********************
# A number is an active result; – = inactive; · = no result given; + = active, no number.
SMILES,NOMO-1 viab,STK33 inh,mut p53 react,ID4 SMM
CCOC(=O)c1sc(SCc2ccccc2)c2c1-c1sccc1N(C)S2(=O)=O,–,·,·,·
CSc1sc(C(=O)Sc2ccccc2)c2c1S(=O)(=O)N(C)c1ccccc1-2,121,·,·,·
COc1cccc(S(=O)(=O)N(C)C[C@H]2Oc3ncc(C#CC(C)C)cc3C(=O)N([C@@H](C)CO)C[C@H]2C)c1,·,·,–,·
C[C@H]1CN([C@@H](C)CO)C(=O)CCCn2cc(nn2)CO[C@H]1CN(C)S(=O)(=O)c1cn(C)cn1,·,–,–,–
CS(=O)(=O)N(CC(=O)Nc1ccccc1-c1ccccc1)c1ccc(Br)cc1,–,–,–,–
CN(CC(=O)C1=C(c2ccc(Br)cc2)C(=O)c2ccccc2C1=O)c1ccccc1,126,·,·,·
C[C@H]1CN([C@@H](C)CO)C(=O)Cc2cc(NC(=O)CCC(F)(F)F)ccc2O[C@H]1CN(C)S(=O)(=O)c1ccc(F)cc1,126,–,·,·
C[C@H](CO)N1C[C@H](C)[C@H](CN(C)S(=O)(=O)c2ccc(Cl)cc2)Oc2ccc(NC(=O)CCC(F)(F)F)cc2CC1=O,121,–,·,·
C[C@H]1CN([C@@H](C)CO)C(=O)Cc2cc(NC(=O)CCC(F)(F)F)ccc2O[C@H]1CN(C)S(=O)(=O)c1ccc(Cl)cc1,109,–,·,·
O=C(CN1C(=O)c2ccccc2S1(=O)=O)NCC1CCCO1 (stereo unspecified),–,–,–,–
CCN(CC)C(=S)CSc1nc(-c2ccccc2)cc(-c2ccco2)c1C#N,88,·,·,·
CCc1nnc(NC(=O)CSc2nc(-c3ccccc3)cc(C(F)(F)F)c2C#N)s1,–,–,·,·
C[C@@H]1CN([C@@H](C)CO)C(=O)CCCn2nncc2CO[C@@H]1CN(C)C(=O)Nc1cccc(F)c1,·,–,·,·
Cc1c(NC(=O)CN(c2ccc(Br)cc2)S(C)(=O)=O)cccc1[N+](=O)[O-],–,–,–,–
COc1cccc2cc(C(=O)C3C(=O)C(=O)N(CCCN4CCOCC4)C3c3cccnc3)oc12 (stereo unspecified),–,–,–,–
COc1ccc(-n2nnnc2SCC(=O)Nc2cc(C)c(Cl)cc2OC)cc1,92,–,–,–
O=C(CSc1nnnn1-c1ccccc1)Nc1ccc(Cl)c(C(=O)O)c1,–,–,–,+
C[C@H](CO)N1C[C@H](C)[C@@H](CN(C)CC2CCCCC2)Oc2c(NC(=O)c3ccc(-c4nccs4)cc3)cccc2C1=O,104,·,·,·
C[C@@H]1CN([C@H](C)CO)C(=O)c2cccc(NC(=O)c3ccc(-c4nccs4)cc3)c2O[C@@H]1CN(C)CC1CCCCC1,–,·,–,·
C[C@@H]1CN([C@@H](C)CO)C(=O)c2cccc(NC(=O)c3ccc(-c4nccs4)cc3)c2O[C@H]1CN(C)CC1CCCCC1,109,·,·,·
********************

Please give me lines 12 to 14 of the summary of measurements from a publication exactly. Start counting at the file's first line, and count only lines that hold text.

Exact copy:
O=C(CN1C(=O)c2ccccc2S1(=O)=O)NCC1CCCO1 (stereo unspecified),–,–,–,–
CCN(CC)C(=S)CSc1nc(-c2ccccc2)cc(-c2ccco2)c1C#N,88,·,·,·
CCc1nnc(NC(=O)CSc2nc(-c3ccccc3)cc(C(F)(F)F)c2C#N)s1,–,–,·,·